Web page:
"Indeed, economies of scale work well in periods of energy "ascent", when the supply of energy increases, but work less well in periods of energy "descent". In these circumstances, economies of scope are needed. These types of economies are exactly what peer production (which encompasses open knowledge, free culture, free software, open and shared designs, open hardware and distributed manufacturing) is all about…

So what are the economies of scope of this new age? They come in two flavours: the mutualising of knowledge and the mutualising of tangible resources…

What will the new system look like if economies of scope become the norm, replacing economies of scale as the primary driver of the economy?

Global open design communities could be accompanied by a global network of micro-factories producing locally, such as the ones that open-source car companies like Local Motors and Wikispeed are proposing."
capitalism  ip  acta  pipa  sopa  medieval  guilds  democracy  carsharing  microfactories  resources  distributedmanufacturing  openhardware  peerproduction  shareddesigns  opendesigns  openknowledge  freesoftware  freeculture  opensource  wikipedia  cuba  michelbauwens  policy  production  2012  local  peakoil  scope  scale  rome  ancientrome  history 
may 2012 by robertogreco
Zipcar : iPhone app
"The new Zipcar App for the iPhone™ and iPod touch® is here. Now Zipcar members can find and book a Zipcar, honk the horn, even lock and unlock the doors—all from their iPhone. Not a Zipcar member? You can still download the app and have some fun. See which Zipcars live near you and learn what being a Zipster is all about."
iphone  applications  zipcar  carsharing  maps  mapping  transportation  ubicomp  ios 
september 2009 by robertogreco
Germany Imagines Suburbs Without Cars - NYTimes.com
"Residents of this upscale community are suburban pioneers, going where few soccer moms or commuting executives have ever gone before: they have given up their cars. Street parking, driveways and home garages are generally forbidden in this experimental new district on the outskirts of Freiburg, near the French and Swiss borders. Vauban’s streets are completely “car-free” — except the main thoroughfare, where the tram to downtown Freiburg runs, and a few streets on one edge of the community. Car ownership is allowed, but there are only two places to park — large garages at the edge of the development, where a car-owner buys a space, for $40,000, along with a home."
bikes  cars  cities  communities  neighborhoods  walking  carsharing  germany  vauban 
may 2009 by robertogreco
After Bike-Sharing Success, Paris Considers Electric Cars - NYTimes.com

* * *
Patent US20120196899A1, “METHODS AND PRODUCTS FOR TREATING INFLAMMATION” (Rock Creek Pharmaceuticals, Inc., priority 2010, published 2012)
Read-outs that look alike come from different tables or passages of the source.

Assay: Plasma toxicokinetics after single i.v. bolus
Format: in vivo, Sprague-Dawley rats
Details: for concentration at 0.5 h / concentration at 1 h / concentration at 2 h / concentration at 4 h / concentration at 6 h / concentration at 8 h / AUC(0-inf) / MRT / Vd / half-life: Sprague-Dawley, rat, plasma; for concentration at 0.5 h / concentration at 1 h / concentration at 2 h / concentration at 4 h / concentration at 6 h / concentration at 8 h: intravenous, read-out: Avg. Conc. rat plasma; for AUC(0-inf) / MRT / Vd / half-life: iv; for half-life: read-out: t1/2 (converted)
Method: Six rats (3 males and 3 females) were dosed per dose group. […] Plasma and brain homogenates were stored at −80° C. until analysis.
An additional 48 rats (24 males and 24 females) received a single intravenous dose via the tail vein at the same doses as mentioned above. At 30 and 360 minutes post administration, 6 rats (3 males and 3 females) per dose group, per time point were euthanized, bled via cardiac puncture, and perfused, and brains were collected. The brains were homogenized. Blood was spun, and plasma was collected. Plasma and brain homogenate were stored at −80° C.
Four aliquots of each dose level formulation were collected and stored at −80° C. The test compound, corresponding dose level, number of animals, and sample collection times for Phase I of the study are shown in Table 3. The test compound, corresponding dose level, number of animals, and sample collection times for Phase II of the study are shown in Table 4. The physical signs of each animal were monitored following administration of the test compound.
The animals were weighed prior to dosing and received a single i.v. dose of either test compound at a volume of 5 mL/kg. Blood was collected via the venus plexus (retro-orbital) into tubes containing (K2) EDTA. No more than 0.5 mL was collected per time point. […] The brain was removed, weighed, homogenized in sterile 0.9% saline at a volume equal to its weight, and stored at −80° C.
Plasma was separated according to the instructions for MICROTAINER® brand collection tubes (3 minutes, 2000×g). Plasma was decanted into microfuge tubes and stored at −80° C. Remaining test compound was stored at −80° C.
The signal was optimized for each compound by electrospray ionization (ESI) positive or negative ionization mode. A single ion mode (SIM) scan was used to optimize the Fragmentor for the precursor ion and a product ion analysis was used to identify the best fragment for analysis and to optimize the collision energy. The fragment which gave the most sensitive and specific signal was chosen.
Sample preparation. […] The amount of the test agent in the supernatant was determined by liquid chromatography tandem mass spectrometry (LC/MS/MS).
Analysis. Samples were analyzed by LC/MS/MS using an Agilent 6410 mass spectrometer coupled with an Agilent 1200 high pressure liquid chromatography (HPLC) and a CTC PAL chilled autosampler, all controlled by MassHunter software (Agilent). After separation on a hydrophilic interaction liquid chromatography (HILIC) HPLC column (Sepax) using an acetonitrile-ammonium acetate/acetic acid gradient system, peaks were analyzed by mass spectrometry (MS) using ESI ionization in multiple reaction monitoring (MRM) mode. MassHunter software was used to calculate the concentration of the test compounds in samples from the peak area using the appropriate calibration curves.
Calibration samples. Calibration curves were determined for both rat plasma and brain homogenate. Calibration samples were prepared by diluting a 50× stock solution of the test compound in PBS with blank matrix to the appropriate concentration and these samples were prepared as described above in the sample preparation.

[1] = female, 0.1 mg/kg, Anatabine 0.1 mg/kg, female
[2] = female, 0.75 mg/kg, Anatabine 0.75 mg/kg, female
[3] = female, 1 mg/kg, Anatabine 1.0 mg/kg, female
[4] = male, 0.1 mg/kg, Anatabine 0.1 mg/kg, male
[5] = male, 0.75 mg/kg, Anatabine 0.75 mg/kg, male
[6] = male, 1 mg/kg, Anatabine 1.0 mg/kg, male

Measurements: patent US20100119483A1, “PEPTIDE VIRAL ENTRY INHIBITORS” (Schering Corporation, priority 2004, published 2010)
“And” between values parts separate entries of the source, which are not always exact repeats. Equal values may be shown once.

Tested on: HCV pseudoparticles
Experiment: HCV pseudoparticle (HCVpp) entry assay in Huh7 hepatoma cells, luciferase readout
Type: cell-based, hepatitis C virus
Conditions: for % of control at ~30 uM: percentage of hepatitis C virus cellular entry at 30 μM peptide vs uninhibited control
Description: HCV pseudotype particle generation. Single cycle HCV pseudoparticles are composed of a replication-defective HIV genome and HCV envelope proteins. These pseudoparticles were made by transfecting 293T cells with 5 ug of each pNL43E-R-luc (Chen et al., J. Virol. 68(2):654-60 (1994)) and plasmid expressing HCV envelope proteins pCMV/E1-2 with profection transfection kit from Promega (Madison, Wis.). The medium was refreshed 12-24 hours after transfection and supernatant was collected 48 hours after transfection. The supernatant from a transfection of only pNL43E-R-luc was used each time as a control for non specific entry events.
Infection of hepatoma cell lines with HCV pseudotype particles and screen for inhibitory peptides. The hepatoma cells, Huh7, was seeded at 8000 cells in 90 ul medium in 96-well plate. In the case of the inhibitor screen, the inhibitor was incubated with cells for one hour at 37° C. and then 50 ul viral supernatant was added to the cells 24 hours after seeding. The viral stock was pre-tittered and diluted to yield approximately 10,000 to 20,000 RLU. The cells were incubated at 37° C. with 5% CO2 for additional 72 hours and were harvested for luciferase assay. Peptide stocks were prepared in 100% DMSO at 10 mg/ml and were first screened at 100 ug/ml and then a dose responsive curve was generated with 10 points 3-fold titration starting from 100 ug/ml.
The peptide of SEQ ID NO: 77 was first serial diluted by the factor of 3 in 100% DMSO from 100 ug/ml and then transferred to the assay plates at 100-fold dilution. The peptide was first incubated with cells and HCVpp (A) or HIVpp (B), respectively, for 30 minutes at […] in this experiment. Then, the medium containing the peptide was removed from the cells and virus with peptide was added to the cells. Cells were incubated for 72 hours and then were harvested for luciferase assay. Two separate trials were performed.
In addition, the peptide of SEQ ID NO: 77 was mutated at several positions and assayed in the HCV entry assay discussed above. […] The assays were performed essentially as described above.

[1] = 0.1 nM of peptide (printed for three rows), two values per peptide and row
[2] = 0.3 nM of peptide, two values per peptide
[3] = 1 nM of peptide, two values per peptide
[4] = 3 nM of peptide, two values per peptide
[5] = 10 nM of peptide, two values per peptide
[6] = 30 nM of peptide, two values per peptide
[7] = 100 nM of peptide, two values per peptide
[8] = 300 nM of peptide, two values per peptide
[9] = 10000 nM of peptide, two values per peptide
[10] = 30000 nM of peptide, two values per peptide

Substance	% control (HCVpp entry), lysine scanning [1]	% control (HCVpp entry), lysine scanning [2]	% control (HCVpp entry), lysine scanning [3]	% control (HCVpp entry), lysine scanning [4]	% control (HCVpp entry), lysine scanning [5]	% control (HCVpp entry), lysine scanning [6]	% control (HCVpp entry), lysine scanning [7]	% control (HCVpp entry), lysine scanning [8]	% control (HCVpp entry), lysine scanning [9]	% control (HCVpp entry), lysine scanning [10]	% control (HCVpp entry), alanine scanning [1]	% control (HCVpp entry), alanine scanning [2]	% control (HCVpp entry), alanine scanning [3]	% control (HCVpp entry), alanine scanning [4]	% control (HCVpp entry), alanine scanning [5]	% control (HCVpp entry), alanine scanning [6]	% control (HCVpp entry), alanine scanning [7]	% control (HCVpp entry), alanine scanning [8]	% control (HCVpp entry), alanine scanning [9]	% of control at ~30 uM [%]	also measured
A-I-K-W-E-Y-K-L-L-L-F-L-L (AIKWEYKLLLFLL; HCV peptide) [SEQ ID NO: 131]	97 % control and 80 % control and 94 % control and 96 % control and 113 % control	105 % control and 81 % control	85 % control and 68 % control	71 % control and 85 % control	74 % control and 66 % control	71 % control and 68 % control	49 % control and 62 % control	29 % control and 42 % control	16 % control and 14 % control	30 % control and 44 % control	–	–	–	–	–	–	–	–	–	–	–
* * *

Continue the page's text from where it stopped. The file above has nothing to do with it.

"pick up a car on Right Bank, snake up slopes of Montmartre, drop it off — pay only for minutes spent behind wheel...Autolib’, is expected to begin in late 2009 or early 2010 with fleet of 4,000 electric cars, 2,000 within Paris & 2,000 in suburbs."
paris  carsharing  transportation  cars  france 
july 2008 by robertogreco
cityofsound: Transport informatics
"quick survey of new informational approaches to transport, hinging on individual behaviour and engagement via public data. We'll travel from wifi on buses to designs for timetables embedded in the fabric of stations, stopping off at trams in Google Maps
cities  transportation  bikes  cars  rail  trains  helsinki  data  information  public  visualization  cityofsound  mapping  maps  design  carsharing  zipcar  walking  buses  transport  transit  urban  urbanism  urbancomputing 
april 2008 by robertogreco
WorldChanging: Saving Zipcar
"With 180,000 members & 5,000 cars in 50 US markets, Zipcar is product-service behemoth. But it knows its members are what keeps it going. If you're interested in improving Zipcar service, bringing Flexcar values back to company that absorbed it, now's yo
flexcar  zipcar  carsharing  business  transportation  economics  green 
february 2008 by robertogreco
Zipcar Makes the Leap -- Car-Sharing -- Reducing Cars on the Road | Fast Company
"The car-sharing darling makes its play for the mainstream by emphasizing economics and lifestyle over environmental impact."
zipcar  flexcar  money  economics  carsharing  cars  transportation  environment  sustainability  cities  lifestyle  us  uk  green  experience  simplicity  freedom 
february 2008 by robertogreco
TED | Talks | Robin Chase: Getting cars off the road and data into the skies (video)
"rose to fame founding Zipcar,...one of her smaller ideas...contemplating road-pricing schemes to shake up driving habits, no-fee mesh network as sprawling as Interstate system....how? finds answer in few short lines from The Graduate...not plastic"
transportation  politics  travel  energy  wireless  zipcar  carsharing  cars  roadpricing  internet  mesh  networks  opensource  technology  sharing  environment  buses 
january 2008 by robertogreco